I won't lie, I don't think anyone was interested in seeing Tick Tock.

Sure, Ahsan Khan lent his voice to one of the leads but despite this I can't name a single person who saw Tock Tock's trailer and said "Oh yay, can't wait to go." Reason? Based on the trailer alone Tick Tock's animation looked extremely basic and amatuerish.

Given that Allahyar and the Legend of the Markhor come out barely a month ago and made (small) strides for animation in Pakistan, I expected more finesse from Tick Tock. But I didn't want to make too many assumptions based on Tick Tock's trailer or even just its animation. After all, the story, dialogue and overall theme plays a huge part in a film's success.

I decided to give Tick Tock a chance and even dragged a colleague with me (after many said no). I was definitely hopeful, because if you hear the synopsis, the plot sounds intriguing.

Tick Tock was marketed as being a film where two teenagers Dania and Hassan (voiced by Maria Memon and Ahsan Khan) join their teacher KK (Alyy Khan) on an adventure filled with time travel. They have to stop the villain Gobo (Ghulam Mohiuddin) from changing the history of Pakistan for the worse. They even meet some of Pakistan's heroes along the way.

Now, I'm all for historical fiction. And I do love sci-fi. And I have to say I was intrigued by the idea that Tick Tock would mix up characters from the present with characters from the past. The concept reminded me of Time Squad, an animated show I used to watch when younger. Maybe, just maybe, Tick Tock would be something worth talking about?

Here's what I learned.

The animation is terrible

I don't need to say much about the animation, you all saw the trailer. But I can't help it.

To say the animation quality is below average is an overstatement. I know the Pakistani animation industry has a long way to go, and I am all for it, but this film is multiple steps behind Allahyar or even 3 Bahadur in terms of its technical prowess. Heck, Commander Safeguard back in the day looked smoother than this. Are we really making progress with such work?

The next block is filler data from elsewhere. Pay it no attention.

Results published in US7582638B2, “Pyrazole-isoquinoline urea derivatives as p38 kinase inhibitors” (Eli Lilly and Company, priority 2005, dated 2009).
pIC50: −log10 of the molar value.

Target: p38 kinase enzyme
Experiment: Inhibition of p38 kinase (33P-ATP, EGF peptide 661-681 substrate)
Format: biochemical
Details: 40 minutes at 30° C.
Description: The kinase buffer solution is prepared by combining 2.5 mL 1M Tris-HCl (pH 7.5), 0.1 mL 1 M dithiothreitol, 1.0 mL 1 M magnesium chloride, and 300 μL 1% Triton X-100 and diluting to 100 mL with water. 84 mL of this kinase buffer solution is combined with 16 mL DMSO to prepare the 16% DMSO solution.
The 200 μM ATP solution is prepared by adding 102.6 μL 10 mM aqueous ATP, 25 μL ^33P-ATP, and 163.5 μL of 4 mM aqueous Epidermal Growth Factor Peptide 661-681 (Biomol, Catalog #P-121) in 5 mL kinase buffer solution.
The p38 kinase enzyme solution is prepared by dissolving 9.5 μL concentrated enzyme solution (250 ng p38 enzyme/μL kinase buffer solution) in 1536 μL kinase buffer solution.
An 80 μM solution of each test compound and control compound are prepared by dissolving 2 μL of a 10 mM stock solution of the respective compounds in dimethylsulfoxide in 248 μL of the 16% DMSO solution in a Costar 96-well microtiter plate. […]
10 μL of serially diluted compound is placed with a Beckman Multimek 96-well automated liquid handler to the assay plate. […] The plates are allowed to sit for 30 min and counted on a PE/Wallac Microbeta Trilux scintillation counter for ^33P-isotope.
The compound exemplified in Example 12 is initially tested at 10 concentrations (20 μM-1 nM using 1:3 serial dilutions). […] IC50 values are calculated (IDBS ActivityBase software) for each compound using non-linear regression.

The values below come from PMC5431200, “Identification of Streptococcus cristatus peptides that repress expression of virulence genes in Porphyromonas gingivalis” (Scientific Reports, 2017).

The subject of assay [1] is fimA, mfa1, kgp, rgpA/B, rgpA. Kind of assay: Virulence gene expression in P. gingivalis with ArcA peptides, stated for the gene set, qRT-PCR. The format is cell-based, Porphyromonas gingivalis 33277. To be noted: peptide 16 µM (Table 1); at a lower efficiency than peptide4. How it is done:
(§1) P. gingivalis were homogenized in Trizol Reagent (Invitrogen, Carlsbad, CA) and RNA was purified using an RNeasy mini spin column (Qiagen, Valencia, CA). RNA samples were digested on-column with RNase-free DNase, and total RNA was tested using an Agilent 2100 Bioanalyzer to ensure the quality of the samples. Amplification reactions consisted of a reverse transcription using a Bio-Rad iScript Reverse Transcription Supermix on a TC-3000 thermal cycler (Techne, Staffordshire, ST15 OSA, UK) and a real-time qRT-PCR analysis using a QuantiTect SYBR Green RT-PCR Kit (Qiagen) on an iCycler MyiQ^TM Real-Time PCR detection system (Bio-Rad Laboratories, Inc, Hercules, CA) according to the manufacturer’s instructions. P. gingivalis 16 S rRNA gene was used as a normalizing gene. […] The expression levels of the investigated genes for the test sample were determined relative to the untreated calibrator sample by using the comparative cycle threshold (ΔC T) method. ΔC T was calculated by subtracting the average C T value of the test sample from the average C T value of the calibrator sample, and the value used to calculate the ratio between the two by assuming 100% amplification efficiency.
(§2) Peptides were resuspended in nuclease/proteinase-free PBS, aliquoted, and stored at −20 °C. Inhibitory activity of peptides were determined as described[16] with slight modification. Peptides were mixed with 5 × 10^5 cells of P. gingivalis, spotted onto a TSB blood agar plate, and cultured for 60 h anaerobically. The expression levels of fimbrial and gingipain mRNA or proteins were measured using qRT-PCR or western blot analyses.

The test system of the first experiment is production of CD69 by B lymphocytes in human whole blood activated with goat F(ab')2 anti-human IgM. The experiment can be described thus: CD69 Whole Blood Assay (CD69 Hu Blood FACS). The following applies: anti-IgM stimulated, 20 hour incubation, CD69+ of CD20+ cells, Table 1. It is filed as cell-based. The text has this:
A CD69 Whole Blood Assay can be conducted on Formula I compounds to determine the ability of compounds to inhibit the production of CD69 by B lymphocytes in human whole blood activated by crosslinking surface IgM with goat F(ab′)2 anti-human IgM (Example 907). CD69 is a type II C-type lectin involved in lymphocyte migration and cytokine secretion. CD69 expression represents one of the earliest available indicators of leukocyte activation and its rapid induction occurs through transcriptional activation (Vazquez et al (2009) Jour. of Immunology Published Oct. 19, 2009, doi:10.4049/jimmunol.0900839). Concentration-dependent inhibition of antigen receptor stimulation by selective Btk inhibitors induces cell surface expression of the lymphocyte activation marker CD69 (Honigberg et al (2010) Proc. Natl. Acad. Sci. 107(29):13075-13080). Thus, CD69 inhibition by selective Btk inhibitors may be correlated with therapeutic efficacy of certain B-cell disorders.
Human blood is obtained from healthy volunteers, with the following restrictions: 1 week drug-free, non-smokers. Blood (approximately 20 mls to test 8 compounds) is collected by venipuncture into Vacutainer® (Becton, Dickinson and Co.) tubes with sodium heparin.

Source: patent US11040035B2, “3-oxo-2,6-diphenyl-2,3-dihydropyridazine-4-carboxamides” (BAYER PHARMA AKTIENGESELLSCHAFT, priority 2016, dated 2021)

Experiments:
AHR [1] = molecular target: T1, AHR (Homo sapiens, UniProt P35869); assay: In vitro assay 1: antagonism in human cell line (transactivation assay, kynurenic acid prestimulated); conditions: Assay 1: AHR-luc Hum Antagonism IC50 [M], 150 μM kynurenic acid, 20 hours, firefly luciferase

The characters lacked depth in their design and even their faces fell flat. I could barely see any emotion. In fact they reminded me of Chucky dolls and I'm being much nicer than my colleague, who feared his soul being sucked in their eyes.

In terms of attention to detail: at least give the characters shadows. Is that really so hard? Video games in the 80s were more detailed than this.

Also, I wondered why Gobo's skintone became darker and darker the more villanious he became. Were the producers trying to equate dark skin with evil? Not cool

The representation of our historical figures made me uncomfortable

Let me be clear again. I love historical fiction. I was okay with the idea of Muhammad Ali Jinnah and Fatima Jinnah making appearances in Tick Tock. But when they did show up, I felt uneasy.

I initially attributed my discomfort to the quality of the animation again. The characters were drawn poorly, lacked detailing and animated inadequately overall. But it was not about the visual depiction, it was about their portrayal as characters in the film.

And while I could roll my eyes at the main characters, I couldn't do that for A. K. Fazl ul Huq,Fatimah Jinnah or Muhammad Ali Jinnah. If we're going to have such figures as characters in a movie, they should be more than mere props.

I didn't want to ask questions like "Why is Jinnah holding up his fists like a boxer?" or "Why are Fatima Jinnah's teeth so black?"

A good idea was lost in a poor script and even poorer voice-overs

Tick Tock revolves around our heroes knowing what year and place they have landed in. Half the script consists of characters talking about events in history and trust me, it did not flow with the ease of a conversation. The dialogues were written in such a way that it felt more like a lecture to the audience. It seemed like a history lesson. Plain and simple.